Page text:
What has been the greatest challenge for you both as a woman in science as well as a businesswoman?

I think, for me, the lack of female role models was a major challenge. When you are forging your own career, it is natural to look to inspirational leaders with whom you can identify or aspire to be like. Unlike at the beginning of my career, it is now the norm for women to be in senior leadership positions and I’m proud of the strong female representation on our Janssen Asia Pacific leadership team. I hope this demonstrates to women across our organization, and indeed the industry, what is possible in their own careers.

At Johnson & Johnson, we continue to support women’s career development. Our Women’s Leadership & Inclusion Employee Resource Group, connects colleagues from across the organization to resources and events that help to inspire and inform our efforts to foster an inclusive organizational environment that champions the advancement of women.

In terms of work/life balance, this is important for everybody regardless of gender. I personally believe that the key to enjoying proper work/life balance is giving all your energy to what you are doing. When I am in the office, I am completely focused on driving our business but when I am at home, I find time to disconnect and give my full energy to my husband and our dog, Kiwi. We live in an age where we have access to so much information and it can be tempting to try to engage all the time but, as our colleagues at the Johnson & Johnson Human Performance Institute remind us, we must find time to stop, rest and recharge.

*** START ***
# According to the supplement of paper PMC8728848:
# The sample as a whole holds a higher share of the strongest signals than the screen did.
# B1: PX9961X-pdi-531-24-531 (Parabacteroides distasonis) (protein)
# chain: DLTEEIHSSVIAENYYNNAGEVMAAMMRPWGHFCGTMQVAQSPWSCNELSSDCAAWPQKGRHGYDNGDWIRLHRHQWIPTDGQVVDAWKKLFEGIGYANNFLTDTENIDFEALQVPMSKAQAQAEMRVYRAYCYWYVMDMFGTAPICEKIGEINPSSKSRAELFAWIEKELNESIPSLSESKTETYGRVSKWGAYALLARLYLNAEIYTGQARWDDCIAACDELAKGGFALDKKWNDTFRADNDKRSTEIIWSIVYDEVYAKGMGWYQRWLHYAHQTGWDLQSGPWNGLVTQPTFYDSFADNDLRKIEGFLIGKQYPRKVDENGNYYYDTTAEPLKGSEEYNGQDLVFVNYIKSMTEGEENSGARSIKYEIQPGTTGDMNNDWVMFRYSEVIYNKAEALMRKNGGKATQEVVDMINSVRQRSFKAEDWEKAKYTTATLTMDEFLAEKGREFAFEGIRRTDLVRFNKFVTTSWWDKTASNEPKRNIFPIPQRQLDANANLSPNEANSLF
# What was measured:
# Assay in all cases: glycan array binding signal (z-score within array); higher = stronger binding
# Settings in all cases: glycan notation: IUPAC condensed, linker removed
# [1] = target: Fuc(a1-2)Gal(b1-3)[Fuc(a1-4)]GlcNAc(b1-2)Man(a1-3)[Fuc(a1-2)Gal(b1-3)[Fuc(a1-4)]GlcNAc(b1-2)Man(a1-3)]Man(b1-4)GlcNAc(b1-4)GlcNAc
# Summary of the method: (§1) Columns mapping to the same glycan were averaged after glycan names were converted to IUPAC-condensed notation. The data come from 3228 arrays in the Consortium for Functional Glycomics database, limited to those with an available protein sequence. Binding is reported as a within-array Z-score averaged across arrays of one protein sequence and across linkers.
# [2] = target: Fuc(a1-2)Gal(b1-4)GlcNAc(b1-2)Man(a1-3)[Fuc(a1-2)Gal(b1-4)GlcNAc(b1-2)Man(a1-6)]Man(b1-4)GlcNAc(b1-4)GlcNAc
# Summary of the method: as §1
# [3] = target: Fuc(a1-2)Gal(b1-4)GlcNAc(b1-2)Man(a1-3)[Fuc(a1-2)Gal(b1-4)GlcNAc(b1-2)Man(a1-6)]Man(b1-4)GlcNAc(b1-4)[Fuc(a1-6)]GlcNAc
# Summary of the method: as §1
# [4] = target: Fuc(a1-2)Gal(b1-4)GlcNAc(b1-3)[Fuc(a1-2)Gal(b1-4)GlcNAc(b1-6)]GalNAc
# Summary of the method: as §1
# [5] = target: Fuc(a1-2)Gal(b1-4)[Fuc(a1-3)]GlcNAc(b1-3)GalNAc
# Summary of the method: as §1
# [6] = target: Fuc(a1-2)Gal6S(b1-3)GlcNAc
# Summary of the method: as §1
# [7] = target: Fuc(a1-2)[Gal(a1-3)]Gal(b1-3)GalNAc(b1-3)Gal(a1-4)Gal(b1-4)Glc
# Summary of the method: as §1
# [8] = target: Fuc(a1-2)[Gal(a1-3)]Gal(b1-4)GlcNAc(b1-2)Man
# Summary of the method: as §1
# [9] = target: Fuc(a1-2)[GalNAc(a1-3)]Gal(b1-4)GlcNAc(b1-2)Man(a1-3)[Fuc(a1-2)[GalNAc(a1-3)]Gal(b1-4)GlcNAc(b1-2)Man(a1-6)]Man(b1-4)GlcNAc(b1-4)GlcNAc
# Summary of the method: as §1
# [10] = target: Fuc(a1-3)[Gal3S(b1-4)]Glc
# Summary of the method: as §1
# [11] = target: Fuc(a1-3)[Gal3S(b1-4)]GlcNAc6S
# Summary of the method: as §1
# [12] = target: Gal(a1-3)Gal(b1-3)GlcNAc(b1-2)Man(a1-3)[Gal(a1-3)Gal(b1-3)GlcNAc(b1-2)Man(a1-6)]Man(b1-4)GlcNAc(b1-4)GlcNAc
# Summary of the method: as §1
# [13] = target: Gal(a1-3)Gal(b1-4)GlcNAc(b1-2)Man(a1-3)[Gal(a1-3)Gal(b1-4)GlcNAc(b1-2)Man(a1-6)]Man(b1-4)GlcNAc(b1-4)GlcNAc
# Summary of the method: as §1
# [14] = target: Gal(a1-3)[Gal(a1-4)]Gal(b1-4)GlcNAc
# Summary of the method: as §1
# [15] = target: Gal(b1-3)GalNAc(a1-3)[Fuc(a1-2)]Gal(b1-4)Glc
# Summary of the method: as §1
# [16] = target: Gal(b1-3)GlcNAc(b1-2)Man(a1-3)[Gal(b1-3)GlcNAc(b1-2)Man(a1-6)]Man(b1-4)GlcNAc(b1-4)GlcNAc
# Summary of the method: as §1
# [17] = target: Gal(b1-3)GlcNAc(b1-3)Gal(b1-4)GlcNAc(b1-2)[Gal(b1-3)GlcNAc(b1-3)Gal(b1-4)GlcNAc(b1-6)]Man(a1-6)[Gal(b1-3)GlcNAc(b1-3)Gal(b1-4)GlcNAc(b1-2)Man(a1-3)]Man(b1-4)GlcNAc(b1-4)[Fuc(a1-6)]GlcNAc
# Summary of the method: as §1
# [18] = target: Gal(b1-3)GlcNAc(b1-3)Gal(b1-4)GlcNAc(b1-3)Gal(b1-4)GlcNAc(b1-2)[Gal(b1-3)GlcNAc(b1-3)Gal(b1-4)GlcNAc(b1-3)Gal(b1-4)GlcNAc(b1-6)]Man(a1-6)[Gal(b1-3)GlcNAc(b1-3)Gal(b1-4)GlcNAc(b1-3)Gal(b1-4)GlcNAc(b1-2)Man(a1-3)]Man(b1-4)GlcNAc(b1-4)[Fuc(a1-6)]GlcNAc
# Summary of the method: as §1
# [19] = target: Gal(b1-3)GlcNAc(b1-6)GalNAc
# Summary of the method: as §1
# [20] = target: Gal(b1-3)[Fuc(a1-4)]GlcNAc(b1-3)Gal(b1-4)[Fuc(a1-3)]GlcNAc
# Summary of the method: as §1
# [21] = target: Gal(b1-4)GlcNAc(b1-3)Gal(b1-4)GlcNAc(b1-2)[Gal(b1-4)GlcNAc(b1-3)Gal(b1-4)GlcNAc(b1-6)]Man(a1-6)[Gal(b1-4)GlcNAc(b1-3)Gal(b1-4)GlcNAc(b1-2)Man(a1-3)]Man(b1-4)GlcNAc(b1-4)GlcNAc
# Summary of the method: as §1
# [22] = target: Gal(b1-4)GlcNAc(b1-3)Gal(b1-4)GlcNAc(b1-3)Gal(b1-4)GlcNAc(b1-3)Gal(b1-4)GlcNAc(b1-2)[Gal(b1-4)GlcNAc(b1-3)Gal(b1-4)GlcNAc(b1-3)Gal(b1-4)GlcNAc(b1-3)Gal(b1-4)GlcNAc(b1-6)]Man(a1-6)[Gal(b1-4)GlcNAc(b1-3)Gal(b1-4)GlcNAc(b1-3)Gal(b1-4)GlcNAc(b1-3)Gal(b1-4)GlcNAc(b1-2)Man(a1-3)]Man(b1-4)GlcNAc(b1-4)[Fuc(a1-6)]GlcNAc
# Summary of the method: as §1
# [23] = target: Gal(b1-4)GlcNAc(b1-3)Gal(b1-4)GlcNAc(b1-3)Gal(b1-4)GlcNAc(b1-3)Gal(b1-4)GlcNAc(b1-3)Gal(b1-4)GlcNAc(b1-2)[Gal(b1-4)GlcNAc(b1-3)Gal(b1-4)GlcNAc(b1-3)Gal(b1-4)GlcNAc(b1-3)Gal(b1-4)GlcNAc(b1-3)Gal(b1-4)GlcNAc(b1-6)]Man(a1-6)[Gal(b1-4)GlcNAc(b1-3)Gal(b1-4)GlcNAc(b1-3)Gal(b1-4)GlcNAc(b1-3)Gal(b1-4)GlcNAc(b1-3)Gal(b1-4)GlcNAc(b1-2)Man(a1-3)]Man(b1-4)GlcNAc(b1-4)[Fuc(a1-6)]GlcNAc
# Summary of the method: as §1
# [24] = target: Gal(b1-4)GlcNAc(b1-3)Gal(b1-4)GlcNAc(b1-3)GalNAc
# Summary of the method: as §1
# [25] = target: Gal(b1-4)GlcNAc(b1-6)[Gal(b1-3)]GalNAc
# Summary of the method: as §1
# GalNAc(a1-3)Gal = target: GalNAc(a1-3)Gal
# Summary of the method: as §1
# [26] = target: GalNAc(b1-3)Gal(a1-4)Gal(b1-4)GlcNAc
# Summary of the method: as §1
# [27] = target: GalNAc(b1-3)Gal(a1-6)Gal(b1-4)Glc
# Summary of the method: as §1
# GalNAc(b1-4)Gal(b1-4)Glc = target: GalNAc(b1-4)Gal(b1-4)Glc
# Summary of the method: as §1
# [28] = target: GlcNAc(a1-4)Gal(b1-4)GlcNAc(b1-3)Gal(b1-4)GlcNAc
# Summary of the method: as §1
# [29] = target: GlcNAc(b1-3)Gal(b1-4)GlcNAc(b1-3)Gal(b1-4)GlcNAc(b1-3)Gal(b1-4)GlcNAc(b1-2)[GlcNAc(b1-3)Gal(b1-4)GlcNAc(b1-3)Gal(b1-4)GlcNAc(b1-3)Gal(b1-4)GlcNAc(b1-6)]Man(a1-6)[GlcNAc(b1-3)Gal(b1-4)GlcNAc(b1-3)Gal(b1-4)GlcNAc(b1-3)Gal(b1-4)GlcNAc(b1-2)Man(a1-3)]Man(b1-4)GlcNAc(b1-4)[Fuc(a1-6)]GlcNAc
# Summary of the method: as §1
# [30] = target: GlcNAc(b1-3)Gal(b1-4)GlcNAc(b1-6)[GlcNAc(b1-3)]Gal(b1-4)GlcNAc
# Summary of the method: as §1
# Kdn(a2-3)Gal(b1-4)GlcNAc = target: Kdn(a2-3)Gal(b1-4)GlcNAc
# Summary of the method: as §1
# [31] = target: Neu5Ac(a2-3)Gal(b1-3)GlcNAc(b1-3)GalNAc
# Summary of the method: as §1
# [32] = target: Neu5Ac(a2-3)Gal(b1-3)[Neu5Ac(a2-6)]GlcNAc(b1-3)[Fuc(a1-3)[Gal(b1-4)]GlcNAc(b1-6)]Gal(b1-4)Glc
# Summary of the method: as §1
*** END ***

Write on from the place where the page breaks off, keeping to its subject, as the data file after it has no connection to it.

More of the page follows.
What would you say to aspiring females who want to take up science as a career?

I would say go for it! If you are curious about the world and you are passionate about research and discovery then a career in science will bring you a great deal of personal and professional satisfaction.

A strong scientific background will also help equip you for the challenges of the future. There are a lot of uncertainties about what the workplaces of the future will look like, but we can be sure that women with agile minds and strong problem-solving skills will always be in demand.

I have witnessed many positive changes for women in science and business during my own career and I am proud to be part of a company where female scientific minds flourish. Remember, if you put your mind to it, anything is possible!